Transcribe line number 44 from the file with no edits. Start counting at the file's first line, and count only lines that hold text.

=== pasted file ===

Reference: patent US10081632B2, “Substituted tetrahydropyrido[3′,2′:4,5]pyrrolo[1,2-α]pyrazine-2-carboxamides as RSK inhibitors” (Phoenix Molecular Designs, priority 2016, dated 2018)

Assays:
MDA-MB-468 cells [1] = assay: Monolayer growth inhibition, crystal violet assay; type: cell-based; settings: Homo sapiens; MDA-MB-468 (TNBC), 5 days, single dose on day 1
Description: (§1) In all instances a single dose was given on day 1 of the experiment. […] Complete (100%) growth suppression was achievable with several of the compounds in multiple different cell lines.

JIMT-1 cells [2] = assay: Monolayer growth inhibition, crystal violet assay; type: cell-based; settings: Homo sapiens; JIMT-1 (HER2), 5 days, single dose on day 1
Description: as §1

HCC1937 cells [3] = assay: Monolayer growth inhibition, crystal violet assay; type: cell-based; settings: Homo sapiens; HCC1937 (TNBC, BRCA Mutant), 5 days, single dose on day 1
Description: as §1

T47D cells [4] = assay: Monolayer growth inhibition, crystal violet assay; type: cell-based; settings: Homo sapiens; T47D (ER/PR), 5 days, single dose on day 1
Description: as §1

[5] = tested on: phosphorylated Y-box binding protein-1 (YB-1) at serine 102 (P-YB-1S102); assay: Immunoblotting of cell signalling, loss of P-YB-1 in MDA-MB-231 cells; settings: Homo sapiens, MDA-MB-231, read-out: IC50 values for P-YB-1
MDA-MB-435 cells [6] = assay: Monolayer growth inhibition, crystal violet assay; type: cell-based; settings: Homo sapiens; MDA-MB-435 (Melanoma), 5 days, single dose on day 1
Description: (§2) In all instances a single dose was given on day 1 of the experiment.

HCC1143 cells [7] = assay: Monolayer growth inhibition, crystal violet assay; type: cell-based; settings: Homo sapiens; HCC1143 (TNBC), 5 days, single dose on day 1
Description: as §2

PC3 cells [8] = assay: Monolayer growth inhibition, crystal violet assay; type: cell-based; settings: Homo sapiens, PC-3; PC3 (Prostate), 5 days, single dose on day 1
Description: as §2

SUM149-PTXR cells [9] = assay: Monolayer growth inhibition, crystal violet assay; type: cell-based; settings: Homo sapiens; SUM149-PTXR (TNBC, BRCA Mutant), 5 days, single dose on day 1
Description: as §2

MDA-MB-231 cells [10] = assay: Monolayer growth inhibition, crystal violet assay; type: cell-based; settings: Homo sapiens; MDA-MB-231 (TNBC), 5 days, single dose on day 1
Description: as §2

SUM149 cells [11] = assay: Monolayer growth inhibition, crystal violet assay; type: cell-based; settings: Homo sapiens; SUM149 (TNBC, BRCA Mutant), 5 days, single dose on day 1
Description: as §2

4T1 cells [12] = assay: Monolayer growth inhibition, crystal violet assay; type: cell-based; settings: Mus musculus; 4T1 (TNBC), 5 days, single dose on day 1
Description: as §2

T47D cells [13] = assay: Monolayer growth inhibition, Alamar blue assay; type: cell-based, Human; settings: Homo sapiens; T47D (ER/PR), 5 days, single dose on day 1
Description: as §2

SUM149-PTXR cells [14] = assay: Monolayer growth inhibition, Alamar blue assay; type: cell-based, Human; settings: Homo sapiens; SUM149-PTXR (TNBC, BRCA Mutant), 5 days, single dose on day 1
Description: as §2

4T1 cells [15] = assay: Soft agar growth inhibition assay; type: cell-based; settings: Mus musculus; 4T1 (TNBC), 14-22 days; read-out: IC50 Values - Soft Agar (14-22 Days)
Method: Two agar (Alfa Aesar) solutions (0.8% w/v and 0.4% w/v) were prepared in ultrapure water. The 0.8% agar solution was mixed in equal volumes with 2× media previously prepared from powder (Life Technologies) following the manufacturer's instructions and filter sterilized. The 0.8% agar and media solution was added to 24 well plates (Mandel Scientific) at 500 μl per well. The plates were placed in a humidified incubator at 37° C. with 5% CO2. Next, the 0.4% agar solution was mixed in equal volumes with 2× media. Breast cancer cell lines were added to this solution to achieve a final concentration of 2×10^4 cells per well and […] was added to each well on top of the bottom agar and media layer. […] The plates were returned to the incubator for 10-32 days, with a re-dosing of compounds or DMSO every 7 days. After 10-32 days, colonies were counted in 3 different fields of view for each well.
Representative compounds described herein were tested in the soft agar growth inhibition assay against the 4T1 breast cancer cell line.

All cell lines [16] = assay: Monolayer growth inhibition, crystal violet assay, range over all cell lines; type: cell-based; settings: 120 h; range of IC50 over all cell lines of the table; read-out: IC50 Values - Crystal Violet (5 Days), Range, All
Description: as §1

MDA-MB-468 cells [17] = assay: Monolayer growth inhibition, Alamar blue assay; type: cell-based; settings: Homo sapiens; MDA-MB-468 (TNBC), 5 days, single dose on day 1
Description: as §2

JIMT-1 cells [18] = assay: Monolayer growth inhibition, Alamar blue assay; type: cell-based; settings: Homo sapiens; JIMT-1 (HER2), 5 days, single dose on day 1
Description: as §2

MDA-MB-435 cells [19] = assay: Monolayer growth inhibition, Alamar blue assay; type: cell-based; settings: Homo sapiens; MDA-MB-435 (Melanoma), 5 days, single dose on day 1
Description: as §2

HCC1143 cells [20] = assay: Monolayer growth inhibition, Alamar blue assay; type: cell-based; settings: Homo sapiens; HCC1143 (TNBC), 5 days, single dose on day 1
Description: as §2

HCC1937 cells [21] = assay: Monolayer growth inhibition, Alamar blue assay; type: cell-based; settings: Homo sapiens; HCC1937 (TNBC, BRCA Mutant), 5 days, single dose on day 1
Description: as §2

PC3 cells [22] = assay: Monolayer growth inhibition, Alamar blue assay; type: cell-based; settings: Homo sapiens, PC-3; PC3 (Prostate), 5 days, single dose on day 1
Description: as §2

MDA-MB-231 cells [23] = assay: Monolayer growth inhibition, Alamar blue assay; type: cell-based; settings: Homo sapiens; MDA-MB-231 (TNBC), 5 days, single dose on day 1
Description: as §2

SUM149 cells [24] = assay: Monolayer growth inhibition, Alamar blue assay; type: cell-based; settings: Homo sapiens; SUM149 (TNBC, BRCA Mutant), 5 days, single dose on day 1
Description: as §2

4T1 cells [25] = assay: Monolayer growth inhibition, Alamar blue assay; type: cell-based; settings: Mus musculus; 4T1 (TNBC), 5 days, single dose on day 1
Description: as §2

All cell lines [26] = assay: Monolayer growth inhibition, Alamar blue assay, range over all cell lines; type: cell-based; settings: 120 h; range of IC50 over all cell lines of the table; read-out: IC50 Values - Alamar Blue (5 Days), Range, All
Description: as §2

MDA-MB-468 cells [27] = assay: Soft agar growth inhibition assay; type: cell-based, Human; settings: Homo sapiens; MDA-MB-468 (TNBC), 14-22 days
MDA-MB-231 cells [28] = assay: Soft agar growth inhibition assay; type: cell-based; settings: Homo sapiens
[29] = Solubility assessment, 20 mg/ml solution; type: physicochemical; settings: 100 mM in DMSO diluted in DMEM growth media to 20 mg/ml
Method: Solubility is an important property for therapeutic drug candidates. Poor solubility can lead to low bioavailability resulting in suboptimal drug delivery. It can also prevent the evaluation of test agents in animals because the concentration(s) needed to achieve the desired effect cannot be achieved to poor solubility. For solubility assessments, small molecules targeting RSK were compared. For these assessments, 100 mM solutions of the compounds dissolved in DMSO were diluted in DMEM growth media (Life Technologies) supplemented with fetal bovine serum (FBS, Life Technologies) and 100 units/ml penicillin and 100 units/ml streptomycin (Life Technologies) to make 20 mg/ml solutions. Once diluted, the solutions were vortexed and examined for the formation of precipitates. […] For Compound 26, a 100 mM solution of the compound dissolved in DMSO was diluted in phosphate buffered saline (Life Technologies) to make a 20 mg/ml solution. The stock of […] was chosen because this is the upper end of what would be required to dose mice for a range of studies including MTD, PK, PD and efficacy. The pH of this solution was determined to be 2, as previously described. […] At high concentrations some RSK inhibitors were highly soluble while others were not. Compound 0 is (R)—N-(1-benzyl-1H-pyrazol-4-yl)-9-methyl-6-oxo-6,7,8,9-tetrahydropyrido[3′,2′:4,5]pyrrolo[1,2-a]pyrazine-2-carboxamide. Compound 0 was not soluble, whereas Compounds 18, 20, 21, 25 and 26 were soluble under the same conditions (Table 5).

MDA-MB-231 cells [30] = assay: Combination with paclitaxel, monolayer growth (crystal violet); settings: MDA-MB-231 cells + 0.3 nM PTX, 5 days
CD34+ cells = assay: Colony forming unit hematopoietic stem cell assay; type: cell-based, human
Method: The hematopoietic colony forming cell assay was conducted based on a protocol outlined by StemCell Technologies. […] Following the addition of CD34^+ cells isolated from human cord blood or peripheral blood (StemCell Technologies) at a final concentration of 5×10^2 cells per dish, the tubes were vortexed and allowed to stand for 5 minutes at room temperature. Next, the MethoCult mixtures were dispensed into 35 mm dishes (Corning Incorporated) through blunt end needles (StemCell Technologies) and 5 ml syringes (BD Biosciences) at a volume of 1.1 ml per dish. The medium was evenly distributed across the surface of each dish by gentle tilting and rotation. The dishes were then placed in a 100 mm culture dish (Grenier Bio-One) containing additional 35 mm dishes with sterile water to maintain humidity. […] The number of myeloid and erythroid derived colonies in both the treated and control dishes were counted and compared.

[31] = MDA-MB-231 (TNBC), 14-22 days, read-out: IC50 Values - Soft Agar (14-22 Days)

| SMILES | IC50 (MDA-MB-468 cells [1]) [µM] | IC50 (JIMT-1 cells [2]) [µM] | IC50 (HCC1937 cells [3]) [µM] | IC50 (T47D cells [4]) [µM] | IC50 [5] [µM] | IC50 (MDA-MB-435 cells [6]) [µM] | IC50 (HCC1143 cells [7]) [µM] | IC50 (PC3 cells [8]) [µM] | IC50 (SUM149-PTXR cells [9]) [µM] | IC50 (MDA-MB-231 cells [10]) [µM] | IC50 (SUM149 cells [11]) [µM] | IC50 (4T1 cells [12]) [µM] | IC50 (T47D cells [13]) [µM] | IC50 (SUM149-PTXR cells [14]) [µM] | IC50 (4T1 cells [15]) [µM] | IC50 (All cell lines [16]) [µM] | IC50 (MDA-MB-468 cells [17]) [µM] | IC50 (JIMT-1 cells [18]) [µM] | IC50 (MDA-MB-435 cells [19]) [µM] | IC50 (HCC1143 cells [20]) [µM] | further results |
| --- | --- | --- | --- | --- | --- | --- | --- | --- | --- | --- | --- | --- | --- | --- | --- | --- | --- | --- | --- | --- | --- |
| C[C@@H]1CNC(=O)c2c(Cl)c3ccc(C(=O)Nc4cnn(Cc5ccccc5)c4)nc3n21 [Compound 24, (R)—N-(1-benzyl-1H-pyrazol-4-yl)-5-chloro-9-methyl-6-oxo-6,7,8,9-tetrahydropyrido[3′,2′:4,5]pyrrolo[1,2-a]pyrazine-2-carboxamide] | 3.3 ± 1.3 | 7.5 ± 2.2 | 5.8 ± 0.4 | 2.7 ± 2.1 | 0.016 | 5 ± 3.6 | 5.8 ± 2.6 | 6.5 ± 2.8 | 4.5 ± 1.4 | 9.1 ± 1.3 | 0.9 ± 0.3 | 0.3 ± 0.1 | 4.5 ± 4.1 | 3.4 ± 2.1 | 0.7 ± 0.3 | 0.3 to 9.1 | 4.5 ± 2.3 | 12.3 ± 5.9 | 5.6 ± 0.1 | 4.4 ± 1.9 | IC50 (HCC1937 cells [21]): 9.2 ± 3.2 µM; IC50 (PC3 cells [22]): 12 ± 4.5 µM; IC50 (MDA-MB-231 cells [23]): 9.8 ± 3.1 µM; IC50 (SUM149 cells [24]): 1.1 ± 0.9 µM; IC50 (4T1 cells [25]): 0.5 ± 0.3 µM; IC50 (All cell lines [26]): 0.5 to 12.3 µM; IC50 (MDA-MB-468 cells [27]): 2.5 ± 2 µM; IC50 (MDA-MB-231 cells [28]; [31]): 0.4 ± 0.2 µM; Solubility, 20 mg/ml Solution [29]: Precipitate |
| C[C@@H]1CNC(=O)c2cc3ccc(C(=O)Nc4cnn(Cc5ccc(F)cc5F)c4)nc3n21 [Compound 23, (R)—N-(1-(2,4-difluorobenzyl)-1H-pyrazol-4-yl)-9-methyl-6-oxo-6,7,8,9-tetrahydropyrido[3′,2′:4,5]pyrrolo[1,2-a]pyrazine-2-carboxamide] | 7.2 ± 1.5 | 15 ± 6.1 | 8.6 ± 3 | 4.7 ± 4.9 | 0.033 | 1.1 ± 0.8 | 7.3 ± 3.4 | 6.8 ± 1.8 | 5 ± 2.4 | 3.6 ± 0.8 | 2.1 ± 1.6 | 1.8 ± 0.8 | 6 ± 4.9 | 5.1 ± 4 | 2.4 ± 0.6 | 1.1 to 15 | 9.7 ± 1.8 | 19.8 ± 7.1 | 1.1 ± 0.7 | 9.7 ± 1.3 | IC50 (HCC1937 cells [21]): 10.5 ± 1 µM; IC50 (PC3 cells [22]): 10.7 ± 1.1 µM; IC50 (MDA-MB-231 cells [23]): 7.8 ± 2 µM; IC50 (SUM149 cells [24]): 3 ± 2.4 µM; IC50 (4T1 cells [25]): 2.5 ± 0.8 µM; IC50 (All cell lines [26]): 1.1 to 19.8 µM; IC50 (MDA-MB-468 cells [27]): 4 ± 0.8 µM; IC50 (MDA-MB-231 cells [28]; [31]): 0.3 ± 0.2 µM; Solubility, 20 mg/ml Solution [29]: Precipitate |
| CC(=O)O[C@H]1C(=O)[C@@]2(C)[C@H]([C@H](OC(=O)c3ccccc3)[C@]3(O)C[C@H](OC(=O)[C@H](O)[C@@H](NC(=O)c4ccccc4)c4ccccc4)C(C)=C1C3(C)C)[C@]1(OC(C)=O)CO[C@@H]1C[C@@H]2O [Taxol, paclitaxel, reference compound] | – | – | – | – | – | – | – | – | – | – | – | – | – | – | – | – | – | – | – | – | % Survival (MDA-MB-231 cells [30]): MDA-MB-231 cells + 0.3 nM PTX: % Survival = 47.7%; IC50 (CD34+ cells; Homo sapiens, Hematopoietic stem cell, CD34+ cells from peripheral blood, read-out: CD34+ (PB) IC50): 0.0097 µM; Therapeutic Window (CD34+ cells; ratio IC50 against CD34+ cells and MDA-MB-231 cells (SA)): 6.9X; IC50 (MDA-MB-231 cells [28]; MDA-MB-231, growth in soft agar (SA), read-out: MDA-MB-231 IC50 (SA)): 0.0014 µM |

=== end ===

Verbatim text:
Description: as §2